Yale study helps in understanding BRCA gene’s role in breast cancer
NEW HAVEN — A mutation in one of two genes, BRCA1 and BRCA2, is a significant predictor of someone developing cancer, most notably breast cancer. However, little has been known about how BRCA performs its functions in the body’s cells.
Now, a Yale University-led study has increased knowledge about how the BRCA genes repair DNA and suppress tumors and why their mutation poses such a threat.
“They’re most well-known to be genes that prevent breast cancer, but they also suppress ovarian, prostate, pancreatic [cancer], and it goes on and on,” said Patrick Sung of the Yale Cancer Center, senior author of the paper published Wednesday in the journal Nature. “By the time a woman reaches the age of 70 there’s a one in eight, one in nine chance of a woman getting breast cancer. But if a woman has BRCA1 [mutation], the chance of getting breast cancer goes up to 80 percent.”
Sung is professor of molecular biophysics and biochemistry and also of therapeutic radiology.
It wasn’t until 1990 that a geneticist at the University of California, Berkeley, discovered that the BRCA1 gene had a role in breast cancer. Mary-Claire King “was the first person to propose that breast cancer could be inherited and people thought she was crazy, but she was right,” Sung said.
It was known that BRCA1 has a role in repairing broken DNA strands, which can be damaged by radiation, exposure to chemicals or other environmental effects. “Cells deficient in BRCA are very sensitive to radiation,” Sung said.
However, “they have not been able to figure out mechanistically what BRCA1 and BRCA2 are doing in DNA repair,” he said. “The only way to find out is to purify the proteins, study its properties … and reconstitute the DNA-repair reaction.” Sung was able to show in the test tube how BRCA expresses itself in the body.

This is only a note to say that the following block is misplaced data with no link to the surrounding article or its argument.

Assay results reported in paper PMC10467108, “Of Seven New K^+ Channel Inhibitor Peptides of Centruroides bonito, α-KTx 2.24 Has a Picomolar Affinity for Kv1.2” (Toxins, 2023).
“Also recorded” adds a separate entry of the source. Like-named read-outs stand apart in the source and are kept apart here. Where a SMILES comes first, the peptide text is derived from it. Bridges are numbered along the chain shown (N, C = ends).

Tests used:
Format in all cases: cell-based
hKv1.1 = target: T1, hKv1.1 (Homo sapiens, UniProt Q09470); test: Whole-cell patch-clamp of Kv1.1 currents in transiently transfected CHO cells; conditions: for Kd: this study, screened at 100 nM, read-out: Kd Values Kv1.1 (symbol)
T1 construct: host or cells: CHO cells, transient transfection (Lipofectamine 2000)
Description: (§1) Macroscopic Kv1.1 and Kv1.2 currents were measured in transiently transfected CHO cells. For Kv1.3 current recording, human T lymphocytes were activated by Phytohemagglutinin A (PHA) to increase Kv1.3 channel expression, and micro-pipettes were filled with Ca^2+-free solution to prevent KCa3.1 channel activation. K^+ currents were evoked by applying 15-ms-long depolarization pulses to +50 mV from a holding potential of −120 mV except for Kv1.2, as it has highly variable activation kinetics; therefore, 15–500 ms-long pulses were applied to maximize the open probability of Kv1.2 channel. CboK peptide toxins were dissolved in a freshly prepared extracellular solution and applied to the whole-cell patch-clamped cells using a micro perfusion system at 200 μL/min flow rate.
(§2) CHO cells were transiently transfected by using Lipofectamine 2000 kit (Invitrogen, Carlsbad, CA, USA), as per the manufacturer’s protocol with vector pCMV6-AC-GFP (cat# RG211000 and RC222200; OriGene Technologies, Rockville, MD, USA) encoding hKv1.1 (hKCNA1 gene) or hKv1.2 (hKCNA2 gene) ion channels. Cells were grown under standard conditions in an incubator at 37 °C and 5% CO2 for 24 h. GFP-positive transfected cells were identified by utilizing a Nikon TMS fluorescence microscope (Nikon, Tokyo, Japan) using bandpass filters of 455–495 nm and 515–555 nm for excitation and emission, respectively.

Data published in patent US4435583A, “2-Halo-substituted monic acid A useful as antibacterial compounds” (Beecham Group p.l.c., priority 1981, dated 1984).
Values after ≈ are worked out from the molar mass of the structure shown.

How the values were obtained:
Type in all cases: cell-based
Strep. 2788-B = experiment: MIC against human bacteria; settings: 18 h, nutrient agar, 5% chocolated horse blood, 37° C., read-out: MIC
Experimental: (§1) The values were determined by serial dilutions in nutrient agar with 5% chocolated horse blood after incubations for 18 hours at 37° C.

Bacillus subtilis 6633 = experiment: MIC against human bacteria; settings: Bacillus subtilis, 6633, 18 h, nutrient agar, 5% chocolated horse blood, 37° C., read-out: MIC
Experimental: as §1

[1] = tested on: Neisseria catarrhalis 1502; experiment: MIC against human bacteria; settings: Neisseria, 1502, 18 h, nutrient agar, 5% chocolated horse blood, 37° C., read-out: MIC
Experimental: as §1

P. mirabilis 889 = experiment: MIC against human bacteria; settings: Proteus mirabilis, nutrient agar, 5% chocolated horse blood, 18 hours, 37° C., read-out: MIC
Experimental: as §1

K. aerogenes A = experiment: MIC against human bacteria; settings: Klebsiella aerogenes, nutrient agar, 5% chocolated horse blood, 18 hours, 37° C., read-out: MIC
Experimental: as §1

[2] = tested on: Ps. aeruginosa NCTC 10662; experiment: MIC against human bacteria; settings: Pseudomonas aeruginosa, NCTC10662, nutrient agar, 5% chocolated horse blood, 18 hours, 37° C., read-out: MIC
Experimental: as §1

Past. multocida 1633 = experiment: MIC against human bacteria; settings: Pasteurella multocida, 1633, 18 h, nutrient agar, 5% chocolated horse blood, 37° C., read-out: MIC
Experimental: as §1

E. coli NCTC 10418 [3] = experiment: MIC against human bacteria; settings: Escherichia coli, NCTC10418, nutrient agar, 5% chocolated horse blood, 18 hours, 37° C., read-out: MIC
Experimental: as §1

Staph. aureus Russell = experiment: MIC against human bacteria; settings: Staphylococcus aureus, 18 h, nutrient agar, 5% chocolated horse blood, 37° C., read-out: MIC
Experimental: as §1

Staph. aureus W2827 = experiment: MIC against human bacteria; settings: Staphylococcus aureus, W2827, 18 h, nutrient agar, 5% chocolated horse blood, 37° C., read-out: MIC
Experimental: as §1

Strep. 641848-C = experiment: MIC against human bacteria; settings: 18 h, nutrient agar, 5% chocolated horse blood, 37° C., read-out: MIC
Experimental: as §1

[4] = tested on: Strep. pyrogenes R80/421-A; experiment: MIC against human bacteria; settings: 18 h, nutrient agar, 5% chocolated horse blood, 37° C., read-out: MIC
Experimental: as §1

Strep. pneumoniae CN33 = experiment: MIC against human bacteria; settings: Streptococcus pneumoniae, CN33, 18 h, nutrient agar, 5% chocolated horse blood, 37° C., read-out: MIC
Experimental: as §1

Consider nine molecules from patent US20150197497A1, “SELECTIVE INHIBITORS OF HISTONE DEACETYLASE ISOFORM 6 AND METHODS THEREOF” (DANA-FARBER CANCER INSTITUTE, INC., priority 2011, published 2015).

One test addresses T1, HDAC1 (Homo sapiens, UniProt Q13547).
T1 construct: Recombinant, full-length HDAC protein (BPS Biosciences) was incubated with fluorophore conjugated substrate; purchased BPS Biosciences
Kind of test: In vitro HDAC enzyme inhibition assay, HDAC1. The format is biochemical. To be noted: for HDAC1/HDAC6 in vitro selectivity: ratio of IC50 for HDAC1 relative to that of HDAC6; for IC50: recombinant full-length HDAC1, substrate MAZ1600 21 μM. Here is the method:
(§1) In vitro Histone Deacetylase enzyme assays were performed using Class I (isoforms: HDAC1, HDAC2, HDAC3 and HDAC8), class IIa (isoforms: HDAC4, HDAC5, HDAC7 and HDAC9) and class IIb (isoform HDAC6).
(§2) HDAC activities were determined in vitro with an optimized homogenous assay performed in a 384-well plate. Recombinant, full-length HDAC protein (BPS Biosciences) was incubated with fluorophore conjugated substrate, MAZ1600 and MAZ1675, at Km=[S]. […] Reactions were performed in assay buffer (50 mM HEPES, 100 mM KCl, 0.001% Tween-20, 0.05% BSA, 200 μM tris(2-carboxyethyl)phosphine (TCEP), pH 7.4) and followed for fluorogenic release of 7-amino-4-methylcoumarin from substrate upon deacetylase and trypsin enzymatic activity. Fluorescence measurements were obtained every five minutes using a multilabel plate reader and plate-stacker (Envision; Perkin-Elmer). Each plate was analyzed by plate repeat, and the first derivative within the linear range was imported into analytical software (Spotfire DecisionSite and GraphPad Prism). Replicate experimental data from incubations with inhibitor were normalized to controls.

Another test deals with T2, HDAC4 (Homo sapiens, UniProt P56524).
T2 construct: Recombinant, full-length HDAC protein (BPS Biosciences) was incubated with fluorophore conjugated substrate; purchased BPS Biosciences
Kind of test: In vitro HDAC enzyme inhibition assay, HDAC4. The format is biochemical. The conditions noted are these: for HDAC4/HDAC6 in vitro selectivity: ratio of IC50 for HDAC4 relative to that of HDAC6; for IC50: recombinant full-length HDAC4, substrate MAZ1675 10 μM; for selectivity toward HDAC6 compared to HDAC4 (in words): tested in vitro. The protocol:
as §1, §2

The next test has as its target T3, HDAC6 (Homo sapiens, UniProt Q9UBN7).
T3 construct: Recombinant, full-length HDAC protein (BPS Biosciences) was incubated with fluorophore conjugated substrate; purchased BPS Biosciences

“It’s really the first report pinpointing the biochemical function of BRCA1 in DNA repair,” he said.
Repairing the cell’s DNA is a multi-step process and BRCA1 has a distinct role in that process. Sung’s research determined where along the biological pathway the gene comes into play. That knowledge will help doctors find out how harmful a patient’s BRCA1 mutation is. “We can study the mutant protein. … Then we can inform [the patient] in terms of treatment,” Sung said.
By examining the mutation “I should be able to tell you what it means,” he said. “We should be able to tell whether it affects the DNA-repair process or not.”
An “even more important aspect, I believe, is down the line” when drugs can be developed, not only to treat cancer but to prevent its occurrence.
“Having the power to predict is pretty important, Sung said.
There is still much research still to do, however, he said.
“These proteins don’t do just one thing. They perform multiple functions … So I’m not going to claim that we solved the whole puzzle, but we solved a big part of it.”